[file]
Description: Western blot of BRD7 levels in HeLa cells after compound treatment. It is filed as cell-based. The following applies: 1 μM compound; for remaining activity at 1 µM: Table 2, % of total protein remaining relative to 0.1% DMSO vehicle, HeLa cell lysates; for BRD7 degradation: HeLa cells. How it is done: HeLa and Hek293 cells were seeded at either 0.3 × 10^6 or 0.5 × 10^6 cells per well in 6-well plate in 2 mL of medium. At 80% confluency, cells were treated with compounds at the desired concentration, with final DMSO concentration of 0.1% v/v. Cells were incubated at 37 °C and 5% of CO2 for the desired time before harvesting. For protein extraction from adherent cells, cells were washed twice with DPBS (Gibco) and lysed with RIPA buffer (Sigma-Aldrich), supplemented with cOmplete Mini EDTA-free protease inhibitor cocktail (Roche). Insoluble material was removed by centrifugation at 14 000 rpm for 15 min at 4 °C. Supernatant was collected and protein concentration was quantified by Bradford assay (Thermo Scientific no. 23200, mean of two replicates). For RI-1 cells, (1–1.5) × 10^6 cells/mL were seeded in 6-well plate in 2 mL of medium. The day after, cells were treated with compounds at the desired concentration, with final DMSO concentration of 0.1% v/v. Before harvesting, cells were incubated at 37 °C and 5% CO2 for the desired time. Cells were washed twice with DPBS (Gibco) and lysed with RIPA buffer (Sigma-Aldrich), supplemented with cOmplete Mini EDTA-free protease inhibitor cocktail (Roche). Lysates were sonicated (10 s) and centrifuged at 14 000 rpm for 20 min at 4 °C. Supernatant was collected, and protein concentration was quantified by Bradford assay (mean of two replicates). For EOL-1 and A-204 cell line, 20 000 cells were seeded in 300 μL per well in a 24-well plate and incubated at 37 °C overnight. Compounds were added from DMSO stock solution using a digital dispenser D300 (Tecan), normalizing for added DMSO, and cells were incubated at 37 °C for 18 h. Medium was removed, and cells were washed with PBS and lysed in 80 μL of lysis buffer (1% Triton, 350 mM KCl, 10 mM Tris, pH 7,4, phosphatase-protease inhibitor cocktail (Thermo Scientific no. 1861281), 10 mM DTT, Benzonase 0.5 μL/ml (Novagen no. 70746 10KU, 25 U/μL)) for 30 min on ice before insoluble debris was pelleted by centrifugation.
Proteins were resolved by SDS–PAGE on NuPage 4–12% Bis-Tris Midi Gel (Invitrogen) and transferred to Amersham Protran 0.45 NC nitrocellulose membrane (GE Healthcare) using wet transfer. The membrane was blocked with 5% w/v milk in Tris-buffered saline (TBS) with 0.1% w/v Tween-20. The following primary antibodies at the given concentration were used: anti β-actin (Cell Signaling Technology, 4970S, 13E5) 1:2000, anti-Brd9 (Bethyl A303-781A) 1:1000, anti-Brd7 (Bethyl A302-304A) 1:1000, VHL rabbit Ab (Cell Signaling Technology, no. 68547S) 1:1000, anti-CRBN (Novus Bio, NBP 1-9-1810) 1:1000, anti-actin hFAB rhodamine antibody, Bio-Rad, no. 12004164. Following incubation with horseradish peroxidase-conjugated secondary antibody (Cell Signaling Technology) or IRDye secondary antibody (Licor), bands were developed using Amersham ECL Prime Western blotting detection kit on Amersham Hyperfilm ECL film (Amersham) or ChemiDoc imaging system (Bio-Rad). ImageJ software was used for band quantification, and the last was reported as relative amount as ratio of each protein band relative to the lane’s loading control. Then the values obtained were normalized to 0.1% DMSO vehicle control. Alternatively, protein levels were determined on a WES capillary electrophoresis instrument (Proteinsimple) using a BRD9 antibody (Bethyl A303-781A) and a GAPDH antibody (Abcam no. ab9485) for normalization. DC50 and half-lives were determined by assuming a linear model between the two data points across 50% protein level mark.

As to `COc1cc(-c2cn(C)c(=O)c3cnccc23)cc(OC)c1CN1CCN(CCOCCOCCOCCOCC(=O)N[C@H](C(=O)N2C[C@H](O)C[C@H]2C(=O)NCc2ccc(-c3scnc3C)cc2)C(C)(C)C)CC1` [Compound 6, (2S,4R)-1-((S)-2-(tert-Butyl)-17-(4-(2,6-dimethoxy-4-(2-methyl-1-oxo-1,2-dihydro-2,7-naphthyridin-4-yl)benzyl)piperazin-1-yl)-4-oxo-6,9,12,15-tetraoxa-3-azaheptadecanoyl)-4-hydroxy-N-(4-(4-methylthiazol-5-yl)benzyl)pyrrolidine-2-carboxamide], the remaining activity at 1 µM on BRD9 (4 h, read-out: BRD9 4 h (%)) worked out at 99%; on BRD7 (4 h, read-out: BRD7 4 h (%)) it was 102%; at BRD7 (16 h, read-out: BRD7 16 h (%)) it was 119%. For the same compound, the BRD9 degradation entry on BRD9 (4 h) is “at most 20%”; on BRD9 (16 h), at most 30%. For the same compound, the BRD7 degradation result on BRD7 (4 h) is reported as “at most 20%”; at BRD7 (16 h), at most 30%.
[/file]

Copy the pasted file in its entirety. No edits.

Description: Western blot of BRD7 levels in HeLa cells after compound treatment. It is filed as cell-based. The following applies: 1 μM compound; for remaining activity at 1 µM: Table 2, % of total protein remaining relative to 0.1% DMSO vehicle, HeLa cell lysates; for BRD7 degradation: HeLa cells. How it is done: HeLa and Hek293 cells were seeded at either 0.3 × 10^6 or 0.5 × 10^6 cells per well in 6-well plate in 2 mL of medium. At 80% confluency, cells were treated with compounds at the desired concentration, with final DMSO concentration of 0.1% v/v. Cells were incubated at 37 °C and 5% of CO2 for the desired time before harvesting. For protein extraction from adherent cells, cells were washed twice with DPBS (Gibco) and lysed with RIPA buffer (Sigma-Aldrich), supplemented with cOmplete Mini EDTA-free protease inhibitor cocktail (Roche). Insoluble material was removed by centrifugation at 14 000 rpm for 15 min at 4 °C. Supernatant was collected and protein concentration was quantified by Bradford assay (Thermo Scientific no. 23200, mean of two replicates). For RI-1 cells, (1–1.5) × 10^6 cells/mL were seeded in 6-well plate in 2 mL of medium. The day after, cells were treated with compounds at the desired concentration, with final DMSO concentration of 0.1% v/v. Before harvesting, cells were incubated at 37 °C and 5% CO2 for the desired time. Cells were washed twice with DPBS (Gibco) and lysed with RIPA buffer (Sigma-Aldrich), supplemented with cOmplete Mini EDTA-free protease inhibitor cocktail (Roche). Lysates were sonicated (10 s) and centrifuged at 14 000 rpm for 20 min at 4 °C. Supernatant was collected, and protein concentration was quantified by Bradford assay (mean of two replicates). For EOL-1 and A-204 cell line, 20 000 cells were seeded in 300 μL per well in a 24-well plate and incubated at 37 °C overnight. Compounds were added from DMSO stock solution using a digital dispenser D300 (Tecan), normalizing for added DMSO, and cells were incubated at 37 °C for 18 h. Medium was removed, and cells were washed with PBS and lysed in 80 μL of lysis buffer (1% Triton, 350 mM KCl, 10 mM Tris, pH 7,4, phosphatase-protease inhibitor cocktail (Thermo Scientific no. 1861281), 10 mM DTT, Benzonase 0.5 μL/ml (Novagen no. 70746 10KU, 25 U/μL)) for 30 min on ice before insoluble debris was pelleted by centrifugation.
Proteins were resolved by SDS–PAGE on NuPage 4–12% Bis-Tris Midi Gel (Invitrogen) and transferred to Amersham Protran 0.45 NC nitrocellulose membrane (GE Healthcare) using wet transfer. The membrane was blocked with 5% w/v milk in Tris-buffered saline (TBS) with 0.1% w/v Tween-20. The following primary antibodies at the given concentration were used: anti β-actin (Cell Signaling Technology, 4970S, 13E5) 1:2000, anti-Brd9 (Bethyl A303-781A) 1:1000, anti-Brd7 (Bethyl A302-304A) 1:1000, VHL rabbit Ab (Cell Signaling Technology, no. 68547S) 1:1000, anti-CRBN (Novus Bio, NBP 1-9-1810) 1:1000, anti-actin hFAB rhodamine antibody, Bio-Rad, no. 12004164. Following incubation with horseradish peroxidase-conjugated secondary antibody (Cell Signaling Technology) or IRDye secondary antibody (Licor), bands were developed using Amersham ECL Prime Western blotting detection kit on Amersham Hyperfilm ECL film (Amersham) or ChemiDoc imaging system (Bio-Rad). ImageJ software was used for band quantification, and the last was reported as relative amount as ratio of each protein band relative to the lane’s loading control. Then the values obtained were normalized to 0.1% DMSO vehicle control. Alternatively, protein levels were determined on a WES capillary electrophoresis instrument (Proteinsimple) using a BRD9 antibody (Bethyl A303-781A) and a GAPDH antibody (Abcam no. ab9485) for normalization. DC50 and half-lives were determined by assuming a linear model between the two data points across 50% protein level mark.

As to `COc1cc(-c2cn(C)c(=O)c3cnccc23)cc(OC)c1CN1CCN(CCOCCOCCOCCOCC(=O)N[C@H](C(=O)N2C[C@H](O)C[C@H]2C(=O)NCc2ccc(-c3scnc3C)cc2)C(C)(C)C)CC1` [Compound 6, (2S,4R)-1-((S)-2-(tert-Butyl)-17-(4-(2,6-dimethoxy-4-(2-methyl-1-oxo-1,2-dihydro-2,7-naphthyridin-4-yl)benzyl)piperazin-1-yl)-4-oxo-6,9,12,15-tetraoxa-3-azaheptadecanoyl)-4-hydroxy-N-(4-(4-methylthiazol-5-yl)benzyl)pyrrolidine-2-carboxamide], the remaining activity at 1 µM on BRD9 (4 h, read-out: BRD9 4 h (%)) worked out at 99%; on BRD7 (4 h, read-out: BRD7 4 h (%)) it was 102%; at BRD7 (16 h, read-out: BRD7 16 h (%)) it was 119%. For the same compound, the BRD9 degradation entry on BRD9 (4 h) is “at most 20%”; on BRD9 (16 h), at most 30%. For the same compound, the BRD7 degradation result on BRD7 (4 h) is reported as “at most 20%”; at BRD7 (16 h), at most 30%.